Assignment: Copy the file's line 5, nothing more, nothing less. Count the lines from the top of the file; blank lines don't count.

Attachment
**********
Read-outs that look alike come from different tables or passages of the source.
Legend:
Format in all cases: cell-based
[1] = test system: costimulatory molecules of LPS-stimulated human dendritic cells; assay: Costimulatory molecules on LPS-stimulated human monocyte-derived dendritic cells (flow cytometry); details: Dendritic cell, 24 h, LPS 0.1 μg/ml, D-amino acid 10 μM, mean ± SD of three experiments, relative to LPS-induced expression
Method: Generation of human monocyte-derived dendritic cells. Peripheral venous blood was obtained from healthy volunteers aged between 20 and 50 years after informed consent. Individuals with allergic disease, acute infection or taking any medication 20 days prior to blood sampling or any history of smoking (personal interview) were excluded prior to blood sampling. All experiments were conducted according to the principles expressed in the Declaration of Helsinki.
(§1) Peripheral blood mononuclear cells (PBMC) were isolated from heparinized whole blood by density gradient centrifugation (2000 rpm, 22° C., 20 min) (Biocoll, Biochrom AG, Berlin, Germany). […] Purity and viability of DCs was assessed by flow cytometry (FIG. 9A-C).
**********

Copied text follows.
Method: Generation of human monocyte-derived dendritic cells. Peripheral venous blood was obtained from healthy volunteers aged between 20 and 50 years after informed consent. Individuals with allergic disease, acute infection or taking any medication 20 days prior to blood sampling or any history of smoking (personal interview) were excluded prior to blood sampling. All experiments were conducted according to the principles expressed in the Declaration of Helsinki.